Wayne Reynolds, Director of Atriarc Planning offers an insight into issues around farm buildings and business use in the countryside

RURAL businesses play a vital role in supporting the local economy. With many farmers now diversifying to include general contracting services (to maximise the use of expensive equipment purchases); what are the key considerations for landowners when reviewing business and planning requirements?

As most readers will know, planning permission is required when looking to develop new or existing buildings. The local planning authority (LPA) will then consider the merits of the evidence and plans presented. However, not all sites are quite as straightforward, especially when considering agricultural contracting arrangements for existing farms (and buildings).

When a building, site and/ or equipment is used primarily for the management of a landowner’s (or tenant’s) land; the planning use class the buildings and site fall within is quite simple – agricultural use. However, when new commercial enterprises are developed, for example, contracting equipment and services to other farmers; in planning terms, a material change of use would have occurred. At this point a planning application seeking a change of use is required. However many small contractors will often carry on activities without the benefit of planning permission, especially when general farming activities are still evident on the main farm holding.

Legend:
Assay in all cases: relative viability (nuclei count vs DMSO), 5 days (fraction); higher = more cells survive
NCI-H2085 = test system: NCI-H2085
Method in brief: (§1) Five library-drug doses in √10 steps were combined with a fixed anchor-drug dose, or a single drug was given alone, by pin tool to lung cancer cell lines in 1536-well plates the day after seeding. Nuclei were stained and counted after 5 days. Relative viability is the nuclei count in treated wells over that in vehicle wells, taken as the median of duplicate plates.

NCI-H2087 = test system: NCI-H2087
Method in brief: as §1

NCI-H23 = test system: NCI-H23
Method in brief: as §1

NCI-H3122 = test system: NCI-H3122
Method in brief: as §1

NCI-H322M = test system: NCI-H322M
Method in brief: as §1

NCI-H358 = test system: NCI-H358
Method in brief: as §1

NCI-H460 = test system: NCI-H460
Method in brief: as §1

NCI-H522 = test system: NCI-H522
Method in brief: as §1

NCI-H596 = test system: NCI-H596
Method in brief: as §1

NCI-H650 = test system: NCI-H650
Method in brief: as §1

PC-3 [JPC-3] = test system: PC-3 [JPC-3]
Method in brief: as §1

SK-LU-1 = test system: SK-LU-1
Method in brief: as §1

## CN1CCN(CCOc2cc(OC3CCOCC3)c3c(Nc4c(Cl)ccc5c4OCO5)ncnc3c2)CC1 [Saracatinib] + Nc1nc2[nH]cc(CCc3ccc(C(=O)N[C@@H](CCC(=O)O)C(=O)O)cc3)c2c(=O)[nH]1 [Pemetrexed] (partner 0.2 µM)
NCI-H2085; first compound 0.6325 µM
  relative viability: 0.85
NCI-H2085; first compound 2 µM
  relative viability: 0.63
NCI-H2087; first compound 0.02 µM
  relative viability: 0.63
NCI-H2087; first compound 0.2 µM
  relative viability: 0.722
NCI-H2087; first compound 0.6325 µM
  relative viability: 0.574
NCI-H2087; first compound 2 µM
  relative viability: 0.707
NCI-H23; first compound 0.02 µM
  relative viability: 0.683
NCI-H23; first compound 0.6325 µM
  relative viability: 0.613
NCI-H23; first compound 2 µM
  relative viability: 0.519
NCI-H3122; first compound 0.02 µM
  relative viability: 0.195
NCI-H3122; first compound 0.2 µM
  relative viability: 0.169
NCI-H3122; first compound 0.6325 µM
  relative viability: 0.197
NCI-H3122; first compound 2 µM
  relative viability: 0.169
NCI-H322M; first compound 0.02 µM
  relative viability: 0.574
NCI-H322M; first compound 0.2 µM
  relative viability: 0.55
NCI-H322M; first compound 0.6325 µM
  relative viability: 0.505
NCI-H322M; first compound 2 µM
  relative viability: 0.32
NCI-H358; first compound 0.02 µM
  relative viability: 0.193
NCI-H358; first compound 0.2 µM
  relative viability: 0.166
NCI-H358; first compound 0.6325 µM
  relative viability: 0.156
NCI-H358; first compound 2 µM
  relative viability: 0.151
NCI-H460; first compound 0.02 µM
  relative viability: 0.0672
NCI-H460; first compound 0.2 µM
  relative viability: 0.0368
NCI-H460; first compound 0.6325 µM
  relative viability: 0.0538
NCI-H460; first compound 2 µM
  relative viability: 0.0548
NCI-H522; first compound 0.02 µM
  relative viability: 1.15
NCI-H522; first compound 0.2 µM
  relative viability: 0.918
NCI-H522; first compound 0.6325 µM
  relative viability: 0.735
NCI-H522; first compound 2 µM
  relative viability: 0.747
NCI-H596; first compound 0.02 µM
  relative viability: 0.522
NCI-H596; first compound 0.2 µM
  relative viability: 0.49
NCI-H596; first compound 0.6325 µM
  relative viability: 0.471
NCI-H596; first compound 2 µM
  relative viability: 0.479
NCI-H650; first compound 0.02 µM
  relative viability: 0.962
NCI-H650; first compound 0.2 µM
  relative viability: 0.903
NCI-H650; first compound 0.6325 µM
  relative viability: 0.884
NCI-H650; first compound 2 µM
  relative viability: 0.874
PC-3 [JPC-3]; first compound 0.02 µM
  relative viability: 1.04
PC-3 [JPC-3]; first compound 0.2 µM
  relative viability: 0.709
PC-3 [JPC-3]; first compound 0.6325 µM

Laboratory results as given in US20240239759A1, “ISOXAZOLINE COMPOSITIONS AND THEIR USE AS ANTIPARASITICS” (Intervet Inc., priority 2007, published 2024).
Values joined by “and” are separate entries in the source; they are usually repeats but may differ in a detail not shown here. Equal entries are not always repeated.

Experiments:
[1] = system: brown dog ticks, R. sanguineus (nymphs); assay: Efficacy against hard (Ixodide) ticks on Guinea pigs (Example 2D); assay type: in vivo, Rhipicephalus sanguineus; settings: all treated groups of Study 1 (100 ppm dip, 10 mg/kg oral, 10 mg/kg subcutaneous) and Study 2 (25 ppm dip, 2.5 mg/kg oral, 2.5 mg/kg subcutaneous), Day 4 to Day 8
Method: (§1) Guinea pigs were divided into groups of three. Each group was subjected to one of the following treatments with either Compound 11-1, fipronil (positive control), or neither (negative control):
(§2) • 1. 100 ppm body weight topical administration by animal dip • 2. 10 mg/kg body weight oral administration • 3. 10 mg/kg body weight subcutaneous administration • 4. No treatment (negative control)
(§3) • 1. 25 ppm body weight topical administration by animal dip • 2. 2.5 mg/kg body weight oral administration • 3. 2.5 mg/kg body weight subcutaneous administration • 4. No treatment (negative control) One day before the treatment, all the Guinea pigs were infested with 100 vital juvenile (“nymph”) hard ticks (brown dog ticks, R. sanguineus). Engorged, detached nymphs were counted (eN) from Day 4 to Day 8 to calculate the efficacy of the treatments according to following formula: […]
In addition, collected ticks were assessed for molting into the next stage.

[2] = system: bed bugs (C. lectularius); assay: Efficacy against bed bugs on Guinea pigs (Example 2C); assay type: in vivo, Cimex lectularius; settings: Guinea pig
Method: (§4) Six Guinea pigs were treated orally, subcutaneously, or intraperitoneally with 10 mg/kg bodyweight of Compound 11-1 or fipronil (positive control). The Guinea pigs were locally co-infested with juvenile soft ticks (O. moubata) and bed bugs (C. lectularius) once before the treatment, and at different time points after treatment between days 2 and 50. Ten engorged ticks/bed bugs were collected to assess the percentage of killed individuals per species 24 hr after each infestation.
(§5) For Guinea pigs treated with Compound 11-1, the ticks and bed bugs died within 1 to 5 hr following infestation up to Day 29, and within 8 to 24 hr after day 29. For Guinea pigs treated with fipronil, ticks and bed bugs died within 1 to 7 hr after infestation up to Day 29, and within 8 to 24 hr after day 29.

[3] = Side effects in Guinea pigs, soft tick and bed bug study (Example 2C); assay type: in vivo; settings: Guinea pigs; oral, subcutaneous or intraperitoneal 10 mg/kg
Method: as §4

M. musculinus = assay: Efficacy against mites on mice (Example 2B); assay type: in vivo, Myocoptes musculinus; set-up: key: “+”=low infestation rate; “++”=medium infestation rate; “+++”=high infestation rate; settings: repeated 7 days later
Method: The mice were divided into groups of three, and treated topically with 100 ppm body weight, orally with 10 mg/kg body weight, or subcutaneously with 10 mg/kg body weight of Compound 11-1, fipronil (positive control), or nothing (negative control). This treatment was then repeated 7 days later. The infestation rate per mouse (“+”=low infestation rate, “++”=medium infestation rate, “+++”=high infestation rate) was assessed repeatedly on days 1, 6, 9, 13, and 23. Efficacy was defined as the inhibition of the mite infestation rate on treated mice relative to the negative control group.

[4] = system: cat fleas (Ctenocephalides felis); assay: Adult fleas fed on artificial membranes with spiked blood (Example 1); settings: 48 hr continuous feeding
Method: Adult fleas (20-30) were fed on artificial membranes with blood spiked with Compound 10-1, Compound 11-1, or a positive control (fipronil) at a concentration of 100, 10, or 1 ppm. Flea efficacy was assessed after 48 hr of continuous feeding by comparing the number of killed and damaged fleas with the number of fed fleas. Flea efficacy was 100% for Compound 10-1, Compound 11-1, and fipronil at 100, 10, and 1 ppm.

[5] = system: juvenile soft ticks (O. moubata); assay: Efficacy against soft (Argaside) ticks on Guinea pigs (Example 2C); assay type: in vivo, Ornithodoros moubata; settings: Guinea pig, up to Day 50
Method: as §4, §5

In determining whether a change of use has occurred, the key questions to consider are; what is the primary use of the site and equipment for? And, what proportion of time is dedicated to the new venture? There is no set limit but generally speaking if the new enterprise forms over 30% of your time or resources, a change of use would be deemed to have occurred. If buildings or yards are used for other business purposes e.g. non-agricultural general storage, the principles of assessment follow the same pragmatic approach.

For growing or new contracting businesses looking to develop new storage buildings, the two main planning concerns are often related to visual impact and impact on the local highway network. However, for new ventures many land-owners often forget to justify the reasoning for preferred sites.

In the first instance, a basic land-search is often advisable to consider what other commercial buildings may be available in the area before a greenfield site is put forward. A location plan of existing and/ or prospective clients can also greatly assist, to reinforce why a particular location has been chosen. In many instances it is often better to overstate the reasons for the siting to ensure officials have a clear understanding of your business needs, to assist with the planning process.

For further advice or assistance please contact Wayne Reynolds on 01994 220 667 or email wayne@atriarcgroup.com